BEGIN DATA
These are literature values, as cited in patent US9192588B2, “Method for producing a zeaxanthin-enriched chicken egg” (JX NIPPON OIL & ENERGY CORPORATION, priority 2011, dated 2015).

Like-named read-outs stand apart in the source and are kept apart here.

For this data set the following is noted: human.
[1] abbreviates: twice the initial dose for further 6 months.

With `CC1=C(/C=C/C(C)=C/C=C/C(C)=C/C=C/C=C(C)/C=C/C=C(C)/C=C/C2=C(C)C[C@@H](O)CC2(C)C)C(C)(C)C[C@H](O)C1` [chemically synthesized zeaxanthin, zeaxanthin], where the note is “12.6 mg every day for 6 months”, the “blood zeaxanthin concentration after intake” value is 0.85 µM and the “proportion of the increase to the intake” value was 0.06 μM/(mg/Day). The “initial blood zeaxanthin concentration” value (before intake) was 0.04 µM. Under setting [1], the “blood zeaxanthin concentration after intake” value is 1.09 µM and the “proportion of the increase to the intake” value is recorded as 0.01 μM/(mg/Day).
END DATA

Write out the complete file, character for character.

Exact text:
These are literature values, as cited in patent US9192588B2, “Method for producing a zeaxanthin-enriched chicken egg” (JX NIPPON OIL & ENERGY CORPORATION, priority 2011, dated 2015).

Like-named read-outs stand apart in the source and are kept apart here.

For this data set the following is noted: human.
[1] abbreviates: twice the initial dose for further 6 months.

With `CC1=C(/C=C/C(C)=C/C=C/C(C)=C/C=C/C=C(C)/C=C/C=C(C)/C=C/C2=C(C)C[C@@H](O)CC2(C)C)C(C)(C)C[C@H](O)C1` [chemically synthesized zeaxanthin, zeaxanthin], where the note is “12.6 mg every day for 6 months”, the “blood zeaxanthin concentration after intake” value is 0.85 µM and the “proportion of the increase to the intake” value was 0.06 μM/(mg/Day). The “initial blood zeaxanthin concentration” value (before intake) was 0.04 µM. Under setting [1], the “blood zeaxanthin concentration after intake” value is 1.09 µM and the “proportion of the increase to the intake” value is recorded as 0.01 μM/(mg/Day).